Royals snap losing skid in K.C.

By Andy McCullough


KANSAS CITY, Mo. -- The tributes poured in while Jarrod Dyson lay crumpled at the base of the center-field wall in Kauffman Stadium.

On the mound, Royals starter Jeremy Guthrie removed his cap. In the crowd, the fans on hand for a 5-3 victory delivered a standing ovation. As he loped back to the dugout, Dodgers sophomore showman Yasiel Puig, the victim of Dyson's outfield robbery, doffed his helmet.

Dyson crashed into a wall and stole a hit from Puig on Monday night. It was a play fit for highlight reels on an evening when Dyson contributed in various ways. He singled three times, drove in two runs, scored a third, stole two bases and contributed to the defense as the Royals snapped a four-game losing streak.

"You can't have a better game than he had," manager Ned Yost said.

Even now, after years scratching out an existence in the majors as a 5-foot-10, slap-hitting pest, Dyson still finds it hard to detach from his past as a would-be cleanup hitter. His night lacked only one element, he joked.

"I would have taken a bomb, if I could have got one," he said.

He had to settle for the starring role in a win littered with contributors. Salvador Perez pounded two extra-base hits. Alcides Escobar scored twice, and Lorenzo Cain, the other prize fetched when the Royals traded Zack Greinke, notched two hits. Guthrie kept the Dodgers off the board until Hanley Ramirez's two-run double in the eighth.

During their four-game skid, the Royals amassed eight runs. On Sunday, they beat up a familiar face. Greinke was pitching at Kauffman Stadium for the third time since demanding an exodus after the 2010 season.

The crowd greeted him with polite applause during the pregame introductions. They showered him with jeers upon his exit midway through the sixth inning.

"I was pretty rude on the way out," Greinke said. "So they have every right to be mad at me."

In 110 starts at this park, Greinke had given up only 48 home runs.

The 49th came in the second inning. Perez pulverized a first-pitch slider and dunked his ninth homer of the season into the fountains in left-center field.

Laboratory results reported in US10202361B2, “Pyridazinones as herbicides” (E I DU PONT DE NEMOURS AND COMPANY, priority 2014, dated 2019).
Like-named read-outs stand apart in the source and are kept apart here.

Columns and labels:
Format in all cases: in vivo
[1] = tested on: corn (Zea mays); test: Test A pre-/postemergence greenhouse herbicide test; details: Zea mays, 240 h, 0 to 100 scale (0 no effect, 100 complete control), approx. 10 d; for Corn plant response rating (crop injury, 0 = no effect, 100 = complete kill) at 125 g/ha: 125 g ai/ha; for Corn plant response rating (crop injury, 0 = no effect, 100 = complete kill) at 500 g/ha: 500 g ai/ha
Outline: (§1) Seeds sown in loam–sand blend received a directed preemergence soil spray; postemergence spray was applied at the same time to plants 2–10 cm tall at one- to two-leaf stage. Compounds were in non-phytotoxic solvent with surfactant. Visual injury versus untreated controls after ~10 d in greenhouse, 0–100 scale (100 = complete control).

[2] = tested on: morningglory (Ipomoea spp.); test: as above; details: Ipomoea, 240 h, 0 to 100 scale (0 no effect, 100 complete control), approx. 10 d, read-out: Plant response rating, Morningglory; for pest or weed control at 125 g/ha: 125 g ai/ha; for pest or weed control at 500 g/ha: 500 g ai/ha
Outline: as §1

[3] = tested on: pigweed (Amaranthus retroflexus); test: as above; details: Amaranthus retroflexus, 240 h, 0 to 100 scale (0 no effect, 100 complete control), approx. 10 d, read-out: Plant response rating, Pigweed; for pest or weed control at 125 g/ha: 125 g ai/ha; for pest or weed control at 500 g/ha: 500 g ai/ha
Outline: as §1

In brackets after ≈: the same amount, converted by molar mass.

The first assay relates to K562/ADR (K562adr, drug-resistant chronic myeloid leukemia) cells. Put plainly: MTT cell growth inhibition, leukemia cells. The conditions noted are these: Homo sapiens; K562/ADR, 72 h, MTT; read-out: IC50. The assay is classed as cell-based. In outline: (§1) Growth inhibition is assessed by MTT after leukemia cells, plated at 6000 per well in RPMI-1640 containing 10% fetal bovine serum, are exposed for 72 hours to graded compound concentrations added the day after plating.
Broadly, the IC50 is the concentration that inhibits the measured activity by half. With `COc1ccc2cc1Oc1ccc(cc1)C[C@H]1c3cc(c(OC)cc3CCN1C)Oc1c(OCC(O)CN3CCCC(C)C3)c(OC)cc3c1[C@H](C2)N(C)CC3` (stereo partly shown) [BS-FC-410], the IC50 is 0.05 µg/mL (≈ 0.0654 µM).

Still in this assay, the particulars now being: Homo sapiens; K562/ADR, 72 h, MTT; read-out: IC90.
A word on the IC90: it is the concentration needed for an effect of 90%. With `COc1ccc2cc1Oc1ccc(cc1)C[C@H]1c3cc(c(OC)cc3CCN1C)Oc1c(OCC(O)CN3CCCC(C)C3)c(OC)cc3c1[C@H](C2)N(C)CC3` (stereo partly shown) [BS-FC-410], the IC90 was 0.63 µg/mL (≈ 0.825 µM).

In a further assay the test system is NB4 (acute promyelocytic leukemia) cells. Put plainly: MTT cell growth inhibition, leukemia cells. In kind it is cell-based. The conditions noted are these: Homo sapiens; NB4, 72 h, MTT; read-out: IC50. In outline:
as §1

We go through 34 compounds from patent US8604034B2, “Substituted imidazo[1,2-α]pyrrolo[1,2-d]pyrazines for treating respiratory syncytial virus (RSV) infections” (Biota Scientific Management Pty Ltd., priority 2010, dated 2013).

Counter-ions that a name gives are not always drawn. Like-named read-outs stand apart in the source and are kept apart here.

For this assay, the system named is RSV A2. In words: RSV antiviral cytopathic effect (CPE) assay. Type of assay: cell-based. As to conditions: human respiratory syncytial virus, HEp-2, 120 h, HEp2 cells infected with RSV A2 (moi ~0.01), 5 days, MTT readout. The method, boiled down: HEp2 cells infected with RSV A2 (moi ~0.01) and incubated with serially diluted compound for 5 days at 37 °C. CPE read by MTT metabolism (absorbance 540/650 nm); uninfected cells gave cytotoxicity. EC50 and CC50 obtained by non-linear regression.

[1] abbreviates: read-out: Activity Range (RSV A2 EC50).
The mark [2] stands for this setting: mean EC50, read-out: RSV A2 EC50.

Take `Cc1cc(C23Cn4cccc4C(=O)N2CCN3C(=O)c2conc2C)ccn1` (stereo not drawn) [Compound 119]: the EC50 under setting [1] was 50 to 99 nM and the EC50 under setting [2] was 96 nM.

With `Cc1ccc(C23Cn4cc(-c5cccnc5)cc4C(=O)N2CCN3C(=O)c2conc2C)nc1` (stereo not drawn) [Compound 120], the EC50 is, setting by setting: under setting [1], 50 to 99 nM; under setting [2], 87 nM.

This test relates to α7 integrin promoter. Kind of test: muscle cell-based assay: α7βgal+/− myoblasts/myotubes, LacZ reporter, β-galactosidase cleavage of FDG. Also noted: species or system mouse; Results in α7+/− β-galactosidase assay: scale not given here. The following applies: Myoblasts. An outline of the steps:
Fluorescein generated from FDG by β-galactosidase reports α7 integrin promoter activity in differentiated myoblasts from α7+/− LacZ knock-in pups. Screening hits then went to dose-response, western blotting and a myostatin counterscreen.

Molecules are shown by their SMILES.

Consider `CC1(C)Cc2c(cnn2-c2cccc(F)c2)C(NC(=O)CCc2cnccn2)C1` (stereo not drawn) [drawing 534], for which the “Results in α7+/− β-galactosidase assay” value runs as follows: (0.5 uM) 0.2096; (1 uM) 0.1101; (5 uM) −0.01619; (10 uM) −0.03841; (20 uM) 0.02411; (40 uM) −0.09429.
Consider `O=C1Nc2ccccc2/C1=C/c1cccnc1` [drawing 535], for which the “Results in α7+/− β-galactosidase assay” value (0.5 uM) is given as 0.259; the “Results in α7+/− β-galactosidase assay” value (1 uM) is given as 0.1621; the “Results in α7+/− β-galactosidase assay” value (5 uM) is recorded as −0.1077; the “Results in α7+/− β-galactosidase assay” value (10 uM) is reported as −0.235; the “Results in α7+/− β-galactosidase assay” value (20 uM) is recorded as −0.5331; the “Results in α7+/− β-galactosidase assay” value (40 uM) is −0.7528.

The Royals capitalized on an opening with two outs later in the inning. Escobar nearly brained Greinke with a single up the middle. He took second base when Greinke skipped a curveball in the dirt. Dyson punched an elevated fastball into left for an RBI single.

Granted the lead, Guthrie set a brisk pace. He threw eight pitches in the first inning and four in the second. The third was a relative marathon: 11 pitches.

"He fed off their aggressiveness," Yost said.

Guthrie entered the game on a roll. He had posted a 2.85 ERA in his previous seven starts. He struck out 18 in his two starts on the last road trip, flustering the White Sox and Tigers. He credited his improved production during this stretch to more confidence pitching inside and a sharpened slider.

"I feel good," Guthrie said. "I've been able to work on things, and be a little more consistent, so the results have been more favorable."

He also trusted his defenders. With two outs in the fourth, Guthrie pumped a 93-mph fastball over the middle of the plate. Puig drove the ball to the deepest portion of center field. Dyson sprinted with his head craned over his left shoulder, gloved the ball and collided with the wall.

Dyson collapsed upon impact.

"I thought (Floyd) Mayweather hit him," Cain said, and Yost wondered if Dyson was injured.

"Did I get back up?" Dyson said. "I'm a tiger."

In his next at-bat, Dyson was the catalyst for a run by besting Greinke in an eight-pitch at-bat. Dyson fouled off three sliders before shooting a fastball up the middle. It was his second hit of the game, but he would not remain at first for long. He jetted to second for his 11th stolen base of the season.

As Dyson ran, Cain waited at the plate. Yost installed Cain as the club's latest leadoff hitter on Sunday. Cain hungered for the opportunity, and has repaid Yost for his faith.

He dunked a single to shallow right, which provided Dyson ample time to race the final 180 feet home.

Greinke would depart an inning later.

Perez raked a leadoff double. Escobar flicked a sinking liner down the right-field line. The ball bounced past Puig. Escobar raced around to third base, where coach Mike Jirschele held him up and denied him the chance at an inside-the-park homer.

"I wanted it!" Escobar said. "I was still running."

The night's star brought him home, anyway. Dyson delivered Escobar to the plate with a single to center and ended Greinke's night in the process. The five-run lead shrank as the game approached its conclusion, but the advantage was enough to snap the losing streak.